One of the highlights of 2012’s local theatre repertoire was undoubtedly the hard-hitting and intense ‘Human Interest Stories’, penned by Berwick’s own Robert Wilkinson. Well a man of many ideas, Robert is now ready to test the water with his latest creation.
Although it arrives just a few weeks after the annual romance-fest that is Valentine’s Day, make no mistake ‘Love or Money’ - which hits The Maltings Henry Travers Studio next Thursday, February 28 for a three night run- is certainly not all hearts and flowers.
The script, which Robert penned while he was still busy with ‘Human Interest Stories’, tells the tale of movie editor Spencer Goldwyn who has to edit the love of his life out of film and effectively ruin her career.
Taking the role of Spencer is Hugo Hughes who was a roving reporter in last year’s show and he is joined by a number of his fellow ‘Human Interest Stories’ alumni: Dan Cox in the role of ruthless agent Byron; Gary Robson playing a director addicted to prozac and Tamsin Davidson playing his ex-wife Karen.
But although a number of the faces are the same, Robert said that ‘Love or Money’ was a completely different kettle of fish to the show which won rave reviews last year.
“It’s a very different beast,” he told ‘The Guide’.
“Whereas ‘Human Interest Stories’ was billed as a comedy/drama this is an out and out comedy. If people don’t find it funny there’s no hiding!
“I was unbelievably surprised at the response we had to ‘Human Interest Stories’. I really didn’t know how people would take to it. Some people were shocked by what they saw whereas others really went with the comedy element.
“I would describe ‘Love or Money’ as ‘Woody Allen on steroids’ but even that doesn’t do it justice!”
While the majority of the play came from the depths of his imagination, Robert did confess that a segment of the script was derived from a real life experience.
“There’s a bit in the middle that is basically a blow by blow account of my attempt to chat up a fundamentalist Christian from Texas. Rather than being completely embarrassing it is a way of me exercising my guilt at how appalling it was!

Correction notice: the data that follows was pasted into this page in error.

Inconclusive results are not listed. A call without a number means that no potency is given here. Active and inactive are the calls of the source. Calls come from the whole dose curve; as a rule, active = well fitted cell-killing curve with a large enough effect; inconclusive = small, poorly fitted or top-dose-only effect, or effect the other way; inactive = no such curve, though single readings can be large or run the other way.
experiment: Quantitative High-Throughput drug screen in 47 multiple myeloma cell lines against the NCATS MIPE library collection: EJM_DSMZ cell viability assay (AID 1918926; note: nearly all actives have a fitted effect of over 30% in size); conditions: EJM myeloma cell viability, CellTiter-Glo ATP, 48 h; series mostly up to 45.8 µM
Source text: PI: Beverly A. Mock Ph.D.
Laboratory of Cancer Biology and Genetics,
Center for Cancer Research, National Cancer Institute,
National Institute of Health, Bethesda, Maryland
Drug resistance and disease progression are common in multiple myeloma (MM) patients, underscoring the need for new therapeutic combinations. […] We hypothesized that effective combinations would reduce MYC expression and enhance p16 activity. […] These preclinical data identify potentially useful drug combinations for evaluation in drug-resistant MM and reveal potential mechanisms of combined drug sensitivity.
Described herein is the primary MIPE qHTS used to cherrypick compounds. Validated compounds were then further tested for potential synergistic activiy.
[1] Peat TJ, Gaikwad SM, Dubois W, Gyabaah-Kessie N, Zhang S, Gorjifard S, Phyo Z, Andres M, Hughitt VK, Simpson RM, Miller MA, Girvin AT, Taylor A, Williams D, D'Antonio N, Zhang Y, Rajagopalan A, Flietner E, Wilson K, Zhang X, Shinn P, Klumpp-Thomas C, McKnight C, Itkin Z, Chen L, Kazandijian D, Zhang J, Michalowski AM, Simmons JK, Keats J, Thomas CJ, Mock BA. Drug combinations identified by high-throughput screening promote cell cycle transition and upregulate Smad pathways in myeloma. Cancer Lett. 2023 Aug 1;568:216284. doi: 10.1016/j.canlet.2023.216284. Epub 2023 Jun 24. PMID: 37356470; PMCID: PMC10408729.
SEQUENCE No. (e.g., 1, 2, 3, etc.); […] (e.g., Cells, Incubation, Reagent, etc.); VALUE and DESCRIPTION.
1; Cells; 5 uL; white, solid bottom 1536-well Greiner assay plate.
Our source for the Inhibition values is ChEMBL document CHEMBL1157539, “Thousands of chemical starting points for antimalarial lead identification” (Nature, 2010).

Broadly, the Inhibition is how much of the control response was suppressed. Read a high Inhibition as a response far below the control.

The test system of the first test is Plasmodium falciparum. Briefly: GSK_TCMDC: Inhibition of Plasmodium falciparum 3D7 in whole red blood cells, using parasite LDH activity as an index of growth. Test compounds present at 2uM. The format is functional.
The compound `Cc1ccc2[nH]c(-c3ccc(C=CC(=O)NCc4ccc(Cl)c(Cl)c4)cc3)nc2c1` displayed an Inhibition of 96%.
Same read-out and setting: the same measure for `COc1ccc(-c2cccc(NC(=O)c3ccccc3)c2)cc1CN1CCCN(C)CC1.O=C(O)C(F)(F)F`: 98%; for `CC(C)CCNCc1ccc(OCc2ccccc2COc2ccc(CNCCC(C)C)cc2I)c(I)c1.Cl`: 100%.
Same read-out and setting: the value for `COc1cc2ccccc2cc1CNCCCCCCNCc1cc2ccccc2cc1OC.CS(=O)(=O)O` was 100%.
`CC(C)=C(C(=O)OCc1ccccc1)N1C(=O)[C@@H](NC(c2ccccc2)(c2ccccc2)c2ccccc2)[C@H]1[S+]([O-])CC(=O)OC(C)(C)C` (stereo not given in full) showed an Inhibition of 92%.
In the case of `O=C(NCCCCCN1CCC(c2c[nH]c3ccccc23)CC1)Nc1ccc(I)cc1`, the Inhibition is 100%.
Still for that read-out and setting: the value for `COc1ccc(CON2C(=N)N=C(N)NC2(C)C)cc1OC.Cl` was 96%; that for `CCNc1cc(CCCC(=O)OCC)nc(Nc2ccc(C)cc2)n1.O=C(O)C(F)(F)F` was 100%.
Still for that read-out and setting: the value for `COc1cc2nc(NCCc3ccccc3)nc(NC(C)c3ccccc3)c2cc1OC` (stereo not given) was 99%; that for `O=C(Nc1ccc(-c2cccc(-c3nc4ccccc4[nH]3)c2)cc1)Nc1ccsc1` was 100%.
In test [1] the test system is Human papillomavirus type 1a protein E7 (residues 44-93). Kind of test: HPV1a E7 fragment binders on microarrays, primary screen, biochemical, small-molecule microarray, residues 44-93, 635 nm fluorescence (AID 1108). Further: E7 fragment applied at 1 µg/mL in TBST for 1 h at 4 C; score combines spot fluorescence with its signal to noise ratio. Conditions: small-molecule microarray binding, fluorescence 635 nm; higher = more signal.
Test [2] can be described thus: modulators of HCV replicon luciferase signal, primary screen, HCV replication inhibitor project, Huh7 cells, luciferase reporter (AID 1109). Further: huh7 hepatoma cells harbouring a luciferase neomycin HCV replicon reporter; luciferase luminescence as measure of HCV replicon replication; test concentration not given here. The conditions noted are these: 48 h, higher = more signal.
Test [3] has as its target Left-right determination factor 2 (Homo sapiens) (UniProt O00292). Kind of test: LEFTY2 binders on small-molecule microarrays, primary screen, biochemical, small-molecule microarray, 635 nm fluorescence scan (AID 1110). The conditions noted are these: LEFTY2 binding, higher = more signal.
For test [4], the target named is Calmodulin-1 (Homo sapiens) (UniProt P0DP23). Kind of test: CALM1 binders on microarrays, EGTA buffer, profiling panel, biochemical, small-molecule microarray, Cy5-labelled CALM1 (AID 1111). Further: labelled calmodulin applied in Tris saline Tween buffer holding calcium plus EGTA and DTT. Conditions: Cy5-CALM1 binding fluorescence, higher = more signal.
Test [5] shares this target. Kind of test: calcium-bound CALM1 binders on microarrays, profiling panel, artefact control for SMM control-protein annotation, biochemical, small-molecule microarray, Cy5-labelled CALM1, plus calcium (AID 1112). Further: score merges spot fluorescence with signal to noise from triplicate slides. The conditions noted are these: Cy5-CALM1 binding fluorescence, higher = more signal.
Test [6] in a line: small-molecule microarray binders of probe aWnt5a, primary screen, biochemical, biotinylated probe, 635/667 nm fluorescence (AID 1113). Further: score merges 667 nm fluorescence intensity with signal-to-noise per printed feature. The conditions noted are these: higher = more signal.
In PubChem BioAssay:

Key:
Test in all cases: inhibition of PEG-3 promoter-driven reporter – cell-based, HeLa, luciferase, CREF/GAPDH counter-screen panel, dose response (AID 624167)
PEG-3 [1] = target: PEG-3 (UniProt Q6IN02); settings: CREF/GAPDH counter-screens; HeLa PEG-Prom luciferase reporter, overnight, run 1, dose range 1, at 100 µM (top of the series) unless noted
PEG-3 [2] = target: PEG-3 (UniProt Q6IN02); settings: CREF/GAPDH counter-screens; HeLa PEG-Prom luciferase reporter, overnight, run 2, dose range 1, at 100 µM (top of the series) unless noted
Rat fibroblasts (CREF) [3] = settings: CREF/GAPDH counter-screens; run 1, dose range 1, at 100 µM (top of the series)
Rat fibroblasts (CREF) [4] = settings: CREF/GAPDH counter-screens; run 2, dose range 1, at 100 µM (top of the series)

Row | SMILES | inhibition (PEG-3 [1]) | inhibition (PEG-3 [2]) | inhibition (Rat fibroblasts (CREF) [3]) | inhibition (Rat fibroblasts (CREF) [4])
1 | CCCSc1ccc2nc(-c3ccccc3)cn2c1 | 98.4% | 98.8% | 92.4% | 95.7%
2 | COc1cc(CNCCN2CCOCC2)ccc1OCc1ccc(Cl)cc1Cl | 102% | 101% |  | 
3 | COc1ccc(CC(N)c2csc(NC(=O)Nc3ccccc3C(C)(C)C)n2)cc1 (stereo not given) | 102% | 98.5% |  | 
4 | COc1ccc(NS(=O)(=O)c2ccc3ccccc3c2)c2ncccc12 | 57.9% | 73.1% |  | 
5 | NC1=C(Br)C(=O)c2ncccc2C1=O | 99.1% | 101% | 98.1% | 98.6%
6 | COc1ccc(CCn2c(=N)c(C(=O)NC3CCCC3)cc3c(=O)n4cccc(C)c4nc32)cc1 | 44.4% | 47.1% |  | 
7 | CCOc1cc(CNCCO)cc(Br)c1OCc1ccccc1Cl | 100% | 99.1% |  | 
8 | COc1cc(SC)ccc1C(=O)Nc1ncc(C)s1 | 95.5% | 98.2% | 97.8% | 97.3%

“’Love or Money’ was a lot harder to do than ‘Human Interest Stories’ and after the first read through with the cast I did a re-write.
“There was one character that I wrote with a particular person in mind but she couldn’t commit to the play until January so I actually re-wrote it as a male part but then changed it back.
“The big difference between the two plays is the pressure. With the reaction I got to ‘Human Interest Stories’ I felt a level of expectation with ‘Love or Money’ but I think it’s just as good if not better.”
Unlike ‘Human Interest Stories’ where Robert wrote the script, acted in the play and sat in the director’s chair, for ‘Love or Money’ he won’t be treading the boards and has handed over directing duties to Mark Pentecost, who starred in its predecessor.
But the opposite of ‘Love or Money’s’ main protagonist Spencer, Mark said he didn’t need to be ruthless when it came to cutting.
“As a director your first thought is naturally ‘where I am going to cut or change something?’ but after reading through Robert’s script I didn’t want to do either.
“What I really wanted to do with the play is break down the barrier between the cast and the audience. The Henry Travers Studio is ideal for that.
“There will be parts where the audience will feel uncomfortable due to how the cast interact but it’s all about keeping them on their toes. Every character will surprise you.”
As well as keeping the audience guessing, Mark is keen for ‘Love or Money’ not to be theatre by numbers.
“We’ve trashed a number of conventions of theatre,” he explained.
“There definitely won’t be a curtain call. It’s something I’ve never done as a director.
“There are certain things that are done again and again in theatre because it’s tradition and that’s one of them.
“Not having one allows the final scene to have more of an impact on the audience.
“We’re also not having an interval as someone going away, getting a drink and then coming back 15 minutes later would ruin the moment.”
And how exactly does Robert feel about handing over his ‘baby’ to Mark to nurture?
“It actually feels great not being in it this time.
“I’ve tried to keep away from rehearsals; although out of the five there have been so far I’ve been to three!
“Mark has a really different approach on how to stage it but he’s got some great ideas.
“I’m not sure I’ll be able to completely take a back seat come show time; I’m considering helping with the lights or sound.”
Before the first line of ‘Love or Money’ has even been uttered in front of an audience, Robert has set the ball rolling on another production which is scheduled to hit the stage in the summer.
“I made a point of booking two shows at the same time so I had to get both finished.
“Looking further ahead I’ve been asked by Canon Alan Hughes to write a piece for the 100th anniversary of the Great War in 2014.
“When It comes to me writing things it’s really just a race to see what gets finished first.
“A few people have said I should do another ‘Human Interest Stories’ and although the first one finished without any definite ending I’m not overly keen to bathe in the same water twice, not yet anyway.
“I’ve given myself two years to try and make scriptwriting my full time job but at the moment I’m still writing ideas on the till rolls at work!”